Senior private sector representatives of the tourism industry speak to the media on being singled out by the SLTDA with regard to the drafting of the new Tourism Act (from left) THASL CEO Amal Goonetilleke, CTHA President/THA Vice President M. Shantikumar, SLAITO President Thilak Weerasinghe, SLAITO Vice President Nishad Wijetunga, SLAITO Secretary Nalin Jayasundara and SLAITO Past President Devendra Senaratne
Pic by Nimalsiri Edirisinghe
- Says new Act is being drafted with no consultation with private sector
- Asserts abolishment of current Act is “totally destructive” to industry
- Says private sector representatives have all right to sit on tourism boards as they contribute to TDL
- Stresses that a dictator role is not expected from SLTDA, specially when industry is down
By Shabiya Ali Ahlam
The key stakeholders of the local tourism industry yesterday slammed the Sri Lanka Tourism Development Authority (SLTDA) for pushing the drafting of a new Tourism Act, without consulting the private sector.
The senior representatives from the tourism industry charged that by drafting a fresh Tourism Act, which would see the amalgamation of the three state tourism institutions and the removal of private sector representation on their boards, is least helpful for the hard-hit industry at this point of time and further adds to its woes.
In a discussion with the media yesterday, the representatives from the Tourist Hotels Association (THA), The Hotels Association Sri Lanka (THASL) and Sri Lanka Association of Inbound Tour Operators (SLAITO), asserted that the abolishment of the current Act is “totally destructive” to the industry.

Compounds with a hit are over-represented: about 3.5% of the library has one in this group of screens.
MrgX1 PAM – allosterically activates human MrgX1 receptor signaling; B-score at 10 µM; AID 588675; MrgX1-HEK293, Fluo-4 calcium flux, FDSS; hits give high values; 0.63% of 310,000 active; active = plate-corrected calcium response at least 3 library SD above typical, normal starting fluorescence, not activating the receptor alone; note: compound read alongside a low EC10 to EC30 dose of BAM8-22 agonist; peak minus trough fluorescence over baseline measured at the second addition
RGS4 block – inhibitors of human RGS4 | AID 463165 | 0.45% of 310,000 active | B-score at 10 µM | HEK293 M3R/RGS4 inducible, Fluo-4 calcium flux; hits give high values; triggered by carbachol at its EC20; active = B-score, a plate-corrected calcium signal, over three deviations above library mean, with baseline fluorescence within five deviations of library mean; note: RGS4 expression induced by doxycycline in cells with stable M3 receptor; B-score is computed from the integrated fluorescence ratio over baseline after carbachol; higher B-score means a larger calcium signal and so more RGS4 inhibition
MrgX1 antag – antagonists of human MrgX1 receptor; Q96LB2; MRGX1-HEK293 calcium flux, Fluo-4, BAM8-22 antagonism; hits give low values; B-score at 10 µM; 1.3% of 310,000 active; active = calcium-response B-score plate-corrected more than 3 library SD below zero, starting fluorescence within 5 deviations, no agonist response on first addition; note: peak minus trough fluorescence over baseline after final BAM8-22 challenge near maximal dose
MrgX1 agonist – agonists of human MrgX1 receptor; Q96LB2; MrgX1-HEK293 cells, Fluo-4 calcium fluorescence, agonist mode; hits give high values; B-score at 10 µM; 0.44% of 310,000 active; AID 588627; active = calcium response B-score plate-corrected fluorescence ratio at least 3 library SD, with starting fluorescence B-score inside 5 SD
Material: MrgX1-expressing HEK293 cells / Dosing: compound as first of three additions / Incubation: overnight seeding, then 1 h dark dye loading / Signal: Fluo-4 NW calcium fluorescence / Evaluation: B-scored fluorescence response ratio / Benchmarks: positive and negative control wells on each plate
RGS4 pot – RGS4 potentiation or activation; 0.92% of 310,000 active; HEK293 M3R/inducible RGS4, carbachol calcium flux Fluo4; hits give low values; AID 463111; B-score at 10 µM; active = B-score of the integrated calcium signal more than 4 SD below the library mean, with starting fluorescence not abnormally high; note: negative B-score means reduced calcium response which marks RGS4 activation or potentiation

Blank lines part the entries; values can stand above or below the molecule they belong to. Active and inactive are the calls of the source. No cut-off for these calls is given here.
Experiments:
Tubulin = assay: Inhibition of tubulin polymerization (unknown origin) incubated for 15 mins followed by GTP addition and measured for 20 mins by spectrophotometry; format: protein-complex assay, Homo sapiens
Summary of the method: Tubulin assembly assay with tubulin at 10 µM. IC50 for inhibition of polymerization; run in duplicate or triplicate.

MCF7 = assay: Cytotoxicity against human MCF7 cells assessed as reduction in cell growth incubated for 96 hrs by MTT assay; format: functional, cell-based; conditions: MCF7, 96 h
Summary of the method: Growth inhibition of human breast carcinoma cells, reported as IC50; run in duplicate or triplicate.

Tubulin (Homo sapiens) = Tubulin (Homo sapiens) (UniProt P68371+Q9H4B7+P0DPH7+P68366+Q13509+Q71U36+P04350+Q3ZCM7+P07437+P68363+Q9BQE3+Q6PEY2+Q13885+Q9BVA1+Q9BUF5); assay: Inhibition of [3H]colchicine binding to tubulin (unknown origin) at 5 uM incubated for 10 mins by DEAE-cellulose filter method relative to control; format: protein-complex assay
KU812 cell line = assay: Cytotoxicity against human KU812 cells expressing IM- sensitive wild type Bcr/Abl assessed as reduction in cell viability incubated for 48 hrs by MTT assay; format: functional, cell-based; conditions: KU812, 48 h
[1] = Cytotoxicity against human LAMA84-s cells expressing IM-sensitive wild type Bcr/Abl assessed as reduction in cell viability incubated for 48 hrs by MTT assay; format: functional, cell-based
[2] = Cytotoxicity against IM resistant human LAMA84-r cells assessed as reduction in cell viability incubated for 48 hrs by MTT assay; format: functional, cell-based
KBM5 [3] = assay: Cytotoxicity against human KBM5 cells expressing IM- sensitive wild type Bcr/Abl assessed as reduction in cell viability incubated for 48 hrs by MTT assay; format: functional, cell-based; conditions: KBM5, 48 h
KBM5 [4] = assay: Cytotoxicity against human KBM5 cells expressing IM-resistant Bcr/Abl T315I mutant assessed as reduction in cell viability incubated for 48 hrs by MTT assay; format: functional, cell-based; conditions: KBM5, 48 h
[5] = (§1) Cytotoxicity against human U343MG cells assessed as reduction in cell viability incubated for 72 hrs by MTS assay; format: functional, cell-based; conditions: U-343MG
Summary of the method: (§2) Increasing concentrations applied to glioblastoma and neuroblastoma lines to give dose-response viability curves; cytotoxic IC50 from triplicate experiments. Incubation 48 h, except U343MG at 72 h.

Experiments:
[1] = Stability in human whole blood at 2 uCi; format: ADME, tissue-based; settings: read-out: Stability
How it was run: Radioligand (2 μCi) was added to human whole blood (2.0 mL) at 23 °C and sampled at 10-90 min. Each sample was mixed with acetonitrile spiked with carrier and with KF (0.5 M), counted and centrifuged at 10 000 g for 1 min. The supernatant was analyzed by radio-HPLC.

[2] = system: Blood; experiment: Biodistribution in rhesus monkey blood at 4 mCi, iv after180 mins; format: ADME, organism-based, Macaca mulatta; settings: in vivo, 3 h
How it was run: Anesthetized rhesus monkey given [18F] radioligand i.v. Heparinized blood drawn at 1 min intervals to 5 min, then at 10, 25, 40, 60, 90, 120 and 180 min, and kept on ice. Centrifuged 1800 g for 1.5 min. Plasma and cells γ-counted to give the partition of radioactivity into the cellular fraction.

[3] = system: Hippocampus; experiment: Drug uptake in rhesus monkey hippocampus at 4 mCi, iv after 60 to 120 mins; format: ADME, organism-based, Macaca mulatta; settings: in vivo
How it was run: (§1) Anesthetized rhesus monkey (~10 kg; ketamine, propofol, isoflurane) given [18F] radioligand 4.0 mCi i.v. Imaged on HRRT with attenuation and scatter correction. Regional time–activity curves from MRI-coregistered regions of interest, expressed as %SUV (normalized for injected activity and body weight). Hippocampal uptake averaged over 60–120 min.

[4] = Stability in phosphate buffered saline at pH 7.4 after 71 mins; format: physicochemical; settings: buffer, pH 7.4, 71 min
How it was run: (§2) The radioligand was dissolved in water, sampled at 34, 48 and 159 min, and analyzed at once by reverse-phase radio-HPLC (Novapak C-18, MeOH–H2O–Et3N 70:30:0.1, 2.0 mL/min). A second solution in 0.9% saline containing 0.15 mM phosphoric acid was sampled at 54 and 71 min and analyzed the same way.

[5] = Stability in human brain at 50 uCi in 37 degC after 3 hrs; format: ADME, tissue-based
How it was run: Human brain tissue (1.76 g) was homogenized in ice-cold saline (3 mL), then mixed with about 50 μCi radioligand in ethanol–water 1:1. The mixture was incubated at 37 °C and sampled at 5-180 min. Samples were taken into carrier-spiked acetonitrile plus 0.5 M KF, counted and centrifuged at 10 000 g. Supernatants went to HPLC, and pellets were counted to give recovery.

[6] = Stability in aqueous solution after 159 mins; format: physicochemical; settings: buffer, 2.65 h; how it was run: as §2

“There are so many areas that require urgent attention to help uplift the country but the focus has been on a new Tourism Act. This by no means will help the industry but will only further push it down,” said Colombo Tourist Hotel Association (CTHA) President and THA Vice President M. Shantikumar.
He shared that as the draft Act is being circulated within the SLTDA and Tourism Ministry, no efforts have been made to forward the document to the private sector stakeholders, even after a written request has been submitted.
“This is done in such a hurry and is kept away from us. It’s as if there is a hidden agenda. As the private sector stakeholders, who are the ones funding the promotional activities via the Tourism Development Levy (TDL), we certainly have no gain in this change,” added Shantikumar.
Reflecting similar sentiments, SLAITO President Thilak Weerasinghe said that it is the private sector that actively takes up efforts to bring tourists into the country and keeping them out of the equation by removing them from the boards is by no means fair.
“We are contributing one percent of our total turnover to the TDL and this amounts to billions. The industry is self-funded and by contributing to the levy, we have eased a massive burden to the Treasury.
We have all the right to sit on these boards so that we can ensure the funds are used in an appropriate manner. We must be included in this ongoing conversation of changing the Act,” said Weerasinghe.
Meanwhile, THASL CEO Amal Goonetilleke pointed out that it is imperative for the relevant authorities to acknowledge the contribution made by the private sector to build the industry to where it is today.
In addition to contributing over Rs.2 billion annually for tourism promotional activities, a total investment of about Rs.3,000 billion has been pumped in by the private sector to boost the industry.
“The SLTDA stating to the media that nothing has been done by the private sector is completely incorrect. It is our efforts that bring tourists into Sri Lanka, which helps supporting so many other industries,” said Goonetilleke.
The representatives said that needed for the industry is a regulator to help facilitate tourism and speed up promotional efforts and in the current situation it is faced with, due to the pandemic, a dictatorship role is not expected by the SLTDA.